This Article Originally Published April 1999
by Donald Passman
Music supervisors are a relatively new breed of individual that didn’t exist until about 1980. Now, they’re in widespread use, and are always hired for a film that has music as a major element.
The music supervisor’s job, as the title implies, is to coordinate all the music for a picture. He or she first sits down with the producer and director to work out the types of music needed, ideally before production. If the film is either a musical or relies heavily on music (such as a dance film), the music supervisor must be involved in advance. This is because songs performed on camera must be pre-recorded, meaning they’re made in a recording studio before commencement of photography of the film (and merely lip-synched or danced to on film). As you can imagine, it’s difficult to dance to a song not yet recorded.
After meeting with the director and producer, the music supervisor comes up with suggestions for artists, composers, songwriters, etc., for the film. The director and producer make the final decisions, and the supervisor then oversees the whole process of making it happen. He or she contacts the creative people, arranges for meetings with the film personnel, negotiates and structures the deals (or oversees the negotiation and structuring, depending on the supervisor and the film company), and supervises the recording sessions.
Done properly, being a music supervisor is one of the most difficult jobs on the Planet Earth. You start out with a number of strikes against you. First of all, other than pre-recorded music, most of the music can’t be finalized until the film is complete. The studio has millions of dollars riding on the fact that a film must be released on a specific date, and music is at best considered a minor element in the overall production, even if it’s a central element in the film.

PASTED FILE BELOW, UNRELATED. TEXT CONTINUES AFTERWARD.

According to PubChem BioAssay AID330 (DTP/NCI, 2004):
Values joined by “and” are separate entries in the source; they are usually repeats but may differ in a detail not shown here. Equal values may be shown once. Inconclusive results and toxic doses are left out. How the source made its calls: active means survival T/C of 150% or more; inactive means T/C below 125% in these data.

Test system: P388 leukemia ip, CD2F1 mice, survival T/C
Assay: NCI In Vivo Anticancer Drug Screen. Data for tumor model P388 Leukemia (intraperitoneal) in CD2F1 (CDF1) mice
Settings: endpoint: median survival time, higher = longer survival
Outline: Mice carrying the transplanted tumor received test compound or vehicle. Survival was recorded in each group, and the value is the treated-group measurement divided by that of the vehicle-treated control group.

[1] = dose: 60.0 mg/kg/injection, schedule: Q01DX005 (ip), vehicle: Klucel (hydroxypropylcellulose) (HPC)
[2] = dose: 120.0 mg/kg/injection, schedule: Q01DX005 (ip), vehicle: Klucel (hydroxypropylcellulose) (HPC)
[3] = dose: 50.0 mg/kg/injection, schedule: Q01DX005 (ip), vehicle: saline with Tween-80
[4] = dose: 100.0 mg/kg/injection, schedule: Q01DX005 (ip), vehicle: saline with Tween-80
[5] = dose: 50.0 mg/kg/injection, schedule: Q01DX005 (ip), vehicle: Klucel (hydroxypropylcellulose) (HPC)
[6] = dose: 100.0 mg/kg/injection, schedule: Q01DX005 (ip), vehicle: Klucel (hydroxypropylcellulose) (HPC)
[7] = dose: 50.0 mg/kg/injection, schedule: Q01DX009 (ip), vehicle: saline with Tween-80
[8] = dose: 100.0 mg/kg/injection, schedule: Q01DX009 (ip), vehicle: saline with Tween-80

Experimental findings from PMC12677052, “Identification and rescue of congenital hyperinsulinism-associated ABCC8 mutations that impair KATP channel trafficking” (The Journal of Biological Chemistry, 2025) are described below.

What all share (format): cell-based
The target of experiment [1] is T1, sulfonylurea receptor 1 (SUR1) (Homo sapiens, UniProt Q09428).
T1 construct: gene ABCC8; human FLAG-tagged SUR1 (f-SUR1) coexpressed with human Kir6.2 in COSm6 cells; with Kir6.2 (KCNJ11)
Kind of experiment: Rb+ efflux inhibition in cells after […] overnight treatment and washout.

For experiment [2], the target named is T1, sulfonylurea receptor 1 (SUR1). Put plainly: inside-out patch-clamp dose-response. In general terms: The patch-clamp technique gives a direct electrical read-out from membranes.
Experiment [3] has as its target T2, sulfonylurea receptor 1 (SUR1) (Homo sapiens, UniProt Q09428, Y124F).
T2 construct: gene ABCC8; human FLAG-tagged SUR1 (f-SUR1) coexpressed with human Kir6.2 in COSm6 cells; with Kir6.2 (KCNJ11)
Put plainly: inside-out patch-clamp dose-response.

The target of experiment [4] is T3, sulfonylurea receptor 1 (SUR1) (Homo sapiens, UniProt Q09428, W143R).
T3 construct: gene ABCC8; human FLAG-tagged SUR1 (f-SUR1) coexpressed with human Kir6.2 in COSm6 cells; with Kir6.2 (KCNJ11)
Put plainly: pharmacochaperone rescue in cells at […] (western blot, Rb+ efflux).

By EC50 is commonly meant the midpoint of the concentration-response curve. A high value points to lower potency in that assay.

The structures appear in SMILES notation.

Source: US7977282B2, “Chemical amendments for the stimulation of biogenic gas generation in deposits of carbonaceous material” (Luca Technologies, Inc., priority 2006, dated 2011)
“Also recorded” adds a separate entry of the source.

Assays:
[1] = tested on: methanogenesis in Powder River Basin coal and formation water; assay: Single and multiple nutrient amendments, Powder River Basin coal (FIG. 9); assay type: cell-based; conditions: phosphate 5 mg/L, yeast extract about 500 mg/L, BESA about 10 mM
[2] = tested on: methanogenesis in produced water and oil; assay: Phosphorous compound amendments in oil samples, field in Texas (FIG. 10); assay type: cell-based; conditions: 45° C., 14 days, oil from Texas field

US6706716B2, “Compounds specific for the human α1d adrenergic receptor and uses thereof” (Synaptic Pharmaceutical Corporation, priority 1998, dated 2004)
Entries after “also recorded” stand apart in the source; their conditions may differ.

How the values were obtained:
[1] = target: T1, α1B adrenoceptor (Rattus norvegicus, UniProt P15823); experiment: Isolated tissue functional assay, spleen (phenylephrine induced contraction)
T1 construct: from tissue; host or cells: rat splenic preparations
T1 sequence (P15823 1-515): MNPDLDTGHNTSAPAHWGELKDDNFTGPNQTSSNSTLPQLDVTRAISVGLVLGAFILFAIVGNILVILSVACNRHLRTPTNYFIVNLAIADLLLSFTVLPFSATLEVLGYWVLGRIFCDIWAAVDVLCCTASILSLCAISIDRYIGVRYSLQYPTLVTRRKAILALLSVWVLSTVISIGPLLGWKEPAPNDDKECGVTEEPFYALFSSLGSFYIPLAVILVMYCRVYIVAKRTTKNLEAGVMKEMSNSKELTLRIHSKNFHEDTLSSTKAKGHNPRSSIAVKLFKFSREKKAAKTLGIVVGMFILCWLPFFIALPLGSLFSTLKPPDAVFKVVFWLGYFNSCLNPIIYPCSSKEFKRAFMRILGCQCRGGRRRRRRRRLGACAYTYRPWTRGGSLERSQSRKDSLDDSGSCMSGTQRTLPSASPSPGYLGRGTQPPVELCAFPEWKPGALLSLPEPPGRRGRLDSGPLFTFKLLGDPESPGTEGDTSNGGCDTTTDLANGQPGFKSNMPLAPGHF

The cost of a major music budget is maybe $1,500,000, while most major studio films are $30-$35 million, not to mention multi-millions for advertising and marketing. And a more typical music budget is about $500,000-$800,000. Moreover, most studio executives do not understand music nearly as well as they understand film–which is why they’re film executives instead of music executives. This can make it very difficult to conclude a deal–the executives think the prices and rights demanded by the music people are outrageous (which they often are), and they have no patience for the complexity of a bunch of little deals. Remember that each piece of music in a film can represent five deals, and because music comes in last, complicated deals have to be made under enormous time pressure, which increases the likelihood of mistakes geometrically. It is the music supervisor’s job to keep all these diverse, competing interests satisfied, and to ensure a happy ending.
Now that I’ve painted this bleak picture, let me say that good music supervisors are worth their weight in gold. They call on their relationships to get favors and smooth out difficult situations, thereby putting music into pictures that couldn’t be there any other way. Music supervisors are in a sense, “marriage brokers.” They creatively marry music and films, which is no easy process, as well as marry the two industries on a business level (which is even more difficult). For this reason, the top ones are paid handsomely.
Fees & Royalties By handsomely, I mean that the upper-level music supervisors get fees of $100,000 to $200,000 per picture (sometimes even more), and the majority fall in the range of $75,000 to $125,000. The top supervisors also have royalties on the soundtrack album, usually in the range of 1% to 2% of retail. A recent major supervisor deal I did was a $150,000 fee, with a royalty of 1% retail, escalating to 2% of retail for U.S. sales over 500,000 albums.